Sunday Stride – Moving towards Joy

This week’s #SundayStride and all those during the Advent season includes a pdf reflection. This week’s reflection is on the topic of Peace with questions, prayers, and an Examen to guide you through your week.

Sunday strides are written based on the lectionary readings of the day from the Catholic Lectionary. A stride is a “step in progress towards an aim” – for me, a Sunday stride is another movement towards the greater. You can find this Sunday’s readings here.

Have you ever heard the phrase “Patience is a virtue”? I remember hearing it often growing up, but I never really knew where it came from. Google tells me it comes from an obscure 14th century poem called Piers Plowman attributed to William Langland, who is also an obscure poet of which we know little. From what I gather from further research, the poem itself addresses the question of this world and the next and the need for both works and grace for salvation. So, perhaps patience in this context is something that we are BOTH given as a grace AND something that requires work from us to exercise. Makes sense. 

Patience is so challenging, after all. Particularly, it seems, at Christmas time. 

It is fitting that the Gospel readings on the third Sunday of Advent are centered around patience. Having three little boys eagerly awaiting Christmas day and the arrival of Santa Claus is definitely an exercise in patience for both me and them. I don’t know how many times I have heard the question since Advent started: “Mom, so Christmas is tomorrow?” I get it at least once a day. “No, son, there is still a week or so left.” Whichever child is asking will usually pause to consider what I have said and respond using their best concept of how time works “So in two days?” Sigh. [Honestly, the even better response is when they sigh themselves, stomp their foot and said “Christmas isn’t coming for 100 years!”]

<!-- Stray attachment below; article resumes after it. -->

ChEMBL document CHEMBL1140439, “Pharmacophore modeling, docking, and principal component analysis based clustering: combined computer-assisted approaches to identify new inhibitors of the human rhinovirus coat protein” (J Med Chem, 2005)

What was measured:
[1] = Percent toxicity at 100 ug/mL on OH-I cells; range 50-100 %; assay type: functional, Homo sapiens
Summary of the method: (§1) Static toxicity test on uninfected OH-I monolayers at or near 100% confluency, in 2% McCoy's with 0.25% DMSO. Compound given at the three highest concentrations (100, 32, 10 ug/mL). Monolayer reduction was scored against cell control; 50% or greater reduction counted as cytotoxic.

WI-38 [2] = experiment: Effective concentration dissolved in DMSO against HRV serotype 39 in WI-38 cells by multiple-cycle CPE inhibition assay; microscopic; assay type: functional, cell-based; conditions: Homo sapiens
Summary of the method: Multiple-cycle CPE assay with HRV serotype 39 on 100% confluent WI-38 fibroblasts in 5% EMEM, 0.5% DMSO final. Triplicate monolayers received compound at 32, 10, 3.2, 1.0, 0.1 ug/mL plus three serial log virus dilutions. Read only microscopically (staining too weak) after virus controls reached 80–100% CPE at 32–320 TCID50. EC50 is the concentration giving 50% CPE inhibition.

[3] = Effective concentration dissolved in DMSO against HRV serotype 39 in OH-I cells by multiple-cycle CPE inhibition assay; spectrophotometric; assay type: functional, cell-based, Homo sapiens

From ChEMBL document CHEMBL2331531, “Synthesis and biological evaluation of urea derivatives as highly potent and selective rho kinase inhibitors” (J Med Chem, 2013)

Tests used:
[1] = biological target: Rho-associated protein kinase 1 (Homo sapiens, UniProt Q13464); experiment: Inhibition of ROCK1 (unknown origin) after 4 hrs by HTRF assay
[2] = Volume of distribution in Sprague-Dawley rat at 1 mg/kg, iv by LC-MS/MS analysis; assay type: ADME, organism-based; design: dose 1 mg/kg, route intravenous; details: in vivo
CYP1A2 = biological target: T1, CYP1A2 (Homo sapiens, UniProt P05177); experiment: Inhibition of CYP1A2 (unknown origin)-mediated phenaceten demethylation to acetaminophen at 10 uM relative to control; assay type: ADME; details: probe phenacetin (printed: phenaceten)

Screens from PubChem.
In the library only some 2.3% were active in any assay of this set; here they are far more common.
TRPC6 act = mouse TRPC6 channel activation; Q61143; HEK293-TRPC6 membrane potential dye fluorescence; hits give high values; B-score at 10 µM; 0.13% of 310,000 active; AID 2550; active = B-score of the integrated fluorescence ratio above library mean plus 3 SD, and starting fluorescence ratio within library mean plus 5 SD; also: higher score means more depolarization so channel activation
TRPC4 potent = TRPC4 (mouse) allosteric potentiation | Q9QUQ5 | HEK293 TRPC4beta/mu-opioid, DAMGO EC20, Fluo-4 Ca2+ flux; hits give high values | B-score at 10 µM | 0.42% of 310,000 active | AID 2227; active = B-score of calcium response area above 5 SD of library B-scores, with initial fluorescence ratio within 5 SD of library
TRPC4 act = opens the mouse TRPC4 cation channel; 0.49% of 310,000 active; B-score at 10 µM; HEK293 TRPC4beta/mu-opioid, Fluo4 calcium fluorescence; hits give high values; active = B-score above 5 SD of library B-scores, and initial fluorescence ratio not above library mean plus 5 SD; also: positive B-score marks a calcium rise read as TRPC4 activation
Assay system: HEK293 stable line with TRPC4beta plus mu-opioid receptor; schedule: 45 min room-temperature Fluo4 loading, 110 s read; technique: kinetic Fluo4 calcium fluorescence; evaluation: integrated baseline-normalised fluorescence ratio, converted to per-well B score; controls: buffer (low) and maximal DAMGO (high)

So, they are impatient for Santa, but really aren’t many of us impatient about something this time of year? Impatient waiting for days off of work or family to come in or time to wrap presents or the new year to start? I feel the impatience in my own heart as well. But pausing to look at the readings today, I realized something. I am impatient about a lot of things of this world, but the people in the readings, they were impatient about the coming of the Lord! 

It makes me wonder, what should we really be impatient about? 

This week is also the week that we light a pink candle of our advent wreaths, a candle that represents joy. The Church, in her wisdom, reminds us that we can be joyful while waiting for something. We can be joyful, celebrating the things that are occurring right before our eyes. We can be joyful and present here in this world, while patiently waiting for what we will encounter in the next. 

My prayer for all of us this week is that we are able to have patience with ourselves and others as we look forward to the coming of the Lord with joy!

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